At the upper end of a tapering pillar is a rock cube with vertical dials on two faces. The dial was erected during the administration of Francisco Rubio y Pernaranda around 1753 in front of the Governor's Palace and was used during the centuries of Spanish rule as the official marker of time. An equatorial dial was placed on top of the cube probably around 1787 and was later broken off by a hurricane. In 1992, as part of the Fifth Centennial Discovery activities, the equatorial dial was reinstalled on top. Dial sits atop a mortar or rock block.
Salt Lake City Utah USA Obelisk or Vertical Gnomon Dial 347
A 24 foot tall azimuth dial in a complex sculpture comprising a light projection gnomon within a 36 foot diameter base with numerous additional shadow-casting structures. The "Asteroid Landed Softly" sundial sculpture was created in 1993 by architect Kazuo Matsubayashi. The sculpture symbolizes the concepts of space and time: space as a large boulder (asteroid) sitting on a square pedestal; and, time as an azimuth sundial that shows the path of the sun through the day and seasons.
Ypsilanti Michigan USA Horizontal Dial Dial 346
The original horizontal dial and gnomon of 1909 was cast in iron as a gift from the Class of 1908 (then known as the Michigan State Normal School ). This dial is now in the EMU archives.[See NASS Dial #1086] The current sundial was placed in the same spot in front of Serzer Observatory in the 1960's, but went missing after a broken gnomon was sent for repair, and was lost for 30 years. In 1999, during the sesquicentennial celebration of the university, EMU had the sundial restored by Arnets Becker Burrell Monuments of Ann Arbor. They also had the sesquicentennial logo added to the pedestal. The restoration was funded by the Serzer family. The elegant weathered brass and copper dial is now known as the "Sesquicentennial Sundial". Surrounding the dial are lines in the granite plinth to the cities of Montreal, Detroit, Boston, New York, Whittington DC, Toledo, New Orleans, St. Louis, Chicago, Kalamazoo, Grand Rapids, Lansing, and MT Pleasant. The original Class of 1908 4-ft (1.2m) granite pedestal still holds the sundial, including its mark of "150 years".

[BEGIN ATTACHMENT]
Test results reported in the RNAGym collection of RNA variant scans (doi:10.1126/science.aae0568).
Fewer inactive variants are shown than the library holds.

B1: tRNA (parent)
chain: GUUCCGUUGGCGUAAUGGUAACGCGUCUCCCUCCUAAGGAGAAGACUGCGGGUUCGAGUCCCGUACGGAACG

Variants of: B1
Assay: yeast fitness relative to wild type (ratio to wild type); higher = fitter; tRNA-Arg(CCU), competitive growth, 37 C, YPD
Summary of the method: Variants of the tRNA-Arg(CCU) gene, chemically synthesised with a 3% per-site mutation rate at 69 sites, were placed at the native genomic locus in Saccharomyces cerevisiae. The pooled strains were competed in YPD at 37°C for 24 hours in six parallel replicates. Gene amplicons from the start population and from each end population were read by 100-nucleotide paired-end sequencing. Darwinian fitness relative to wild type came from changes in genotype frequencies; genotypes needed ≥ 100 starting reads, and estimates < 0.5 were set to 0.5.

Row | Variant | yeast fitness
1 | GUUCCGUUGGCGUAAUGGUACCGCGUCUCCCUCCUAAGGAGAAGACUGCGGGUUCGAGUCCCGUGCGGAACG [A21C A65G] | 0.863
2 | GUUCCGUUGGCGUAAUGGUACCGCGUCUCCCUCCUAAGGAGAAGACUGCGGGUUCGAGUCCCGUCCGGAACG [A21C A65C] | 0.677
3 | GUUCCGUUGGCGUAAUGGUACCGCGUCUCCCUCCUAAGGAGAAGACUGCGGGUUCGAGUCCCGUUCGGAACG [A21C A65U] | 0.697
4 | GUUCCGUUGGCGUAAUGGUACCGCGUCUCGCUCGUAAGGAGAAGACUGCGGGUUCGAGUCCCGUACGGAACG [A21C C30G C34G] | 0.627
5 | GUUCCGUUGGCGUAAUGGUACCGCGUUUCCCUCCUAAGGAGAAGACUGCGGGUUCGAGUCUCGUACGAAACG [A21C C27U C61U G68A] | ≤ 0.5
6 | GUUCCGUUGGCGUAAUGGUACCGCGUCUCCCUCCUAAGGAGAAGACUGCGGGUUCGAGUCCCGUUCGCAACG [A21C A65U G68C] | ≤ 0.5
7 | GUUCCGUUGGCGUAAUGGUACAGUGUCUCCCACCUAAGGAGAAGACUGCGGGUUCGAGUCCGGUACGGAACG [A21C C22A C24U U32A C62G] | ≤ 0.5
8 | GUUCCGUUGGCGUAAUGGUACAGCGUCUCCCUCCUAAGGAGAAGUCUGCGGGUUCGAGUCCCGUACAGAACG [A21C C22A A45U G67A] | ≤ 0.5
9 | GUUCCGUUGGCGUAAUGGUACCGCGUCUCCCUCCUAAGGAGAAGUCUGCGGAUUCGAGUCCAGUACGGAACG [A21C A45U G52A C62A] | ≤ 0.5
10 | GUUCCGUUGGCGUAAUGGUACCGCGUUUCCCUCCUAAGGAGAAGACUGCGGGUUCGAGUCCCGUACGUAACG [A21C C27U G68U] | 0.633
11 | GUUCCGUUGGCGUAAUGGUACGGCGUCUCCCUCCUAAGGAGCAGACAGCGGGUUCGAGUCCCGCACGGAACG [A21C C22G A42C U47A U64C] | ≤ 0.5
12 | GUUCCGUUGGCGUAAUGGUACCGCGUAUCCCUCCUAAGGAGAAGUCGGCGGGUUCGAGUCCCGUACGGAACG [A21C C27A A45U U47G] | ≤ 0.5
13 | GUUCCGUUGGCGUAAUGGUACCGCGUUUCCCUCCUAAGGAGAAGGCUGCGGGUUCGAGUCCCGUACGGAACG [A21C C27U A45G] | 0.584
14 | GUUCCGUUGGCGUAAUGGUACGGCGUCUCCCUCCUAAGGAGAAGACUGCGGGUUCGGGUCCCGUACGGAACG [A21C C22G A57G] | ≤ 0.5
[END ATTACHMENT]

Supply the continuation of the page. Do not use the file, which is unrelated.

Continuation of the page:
Greenwich Connecticut USA Horizontal Dial Dial 345
Large horizontal dial is 130 ft. diameter and uses 15 hour stones to mark the time. Dial designed by Shope Reno Wharton Associates and built by sculptor Mark Mennin of Bethlehem, CT. The striking gnomon is a bronze tapered spike 8 in. at the base and 35 ft. 2 in. in overall length set in a 4 ft. bronze web, producing a 20 ft. high tip above the average grade. The noon stone is a flat marble slab 5 ft x 8 ft with a center score line. The 14 other hour stones are sculpted marble, each about 3 ft x 5 ft, abstractly depicting the progress of mankind's social progress across time. Only the first and last stone are marked with a time arrow. On the ground are two marble cubes with didactic bronze plates. Dial is adjacent to a pair of bronzed driftwood horse sculptures (full size). Dial site will be the first stop on the Bruce Museum school tour route. Gift from the Millennium Committee to the city of Greenwich
Boise Idaho USA Equatorial Dial Dial 344
Equatorial dial 5 ft high, 6 ft. wide and 4 ft. deep. The dial was designed by Pete Swanstrom, built and donated by JST Custom Fabrication Inc. of Boise. The gnomon is of unusual design with a central pivoting elliptical plate and analemmatic cut out. The analemma is marked with 365 individual date marks. Shadow falls on equatorial ring with hours marked from 7am to 7pm and inscribed with lines for every minute (spaced 1/7 inch apart). Indicates time to less than 15 seconds, making it among the most accurate sundials in the world. Indicates true time to the minute, date to the day, and adjusts for Daylight saving time. The Latin inscription should read "Tempus Captum" rather than "Tempus Captus".
Halifax Nova Scotia Canada Armillary Sphere Dial 343
This armillary sphere, made of steel and brass, is approximately 2 meters tall. The dial is the result of a collaboration between students from the 1997 Industrial Engineering class of the Technical University of Nova Scotia (now called DAL TECH) and a local shipbuilding firm who did the construction. The theme of industrial engineering is reflected in the cogwheel-like metal rings used in the construction. Initials of every classmate are punched into the cogs. On the plinth is the Equation of Time.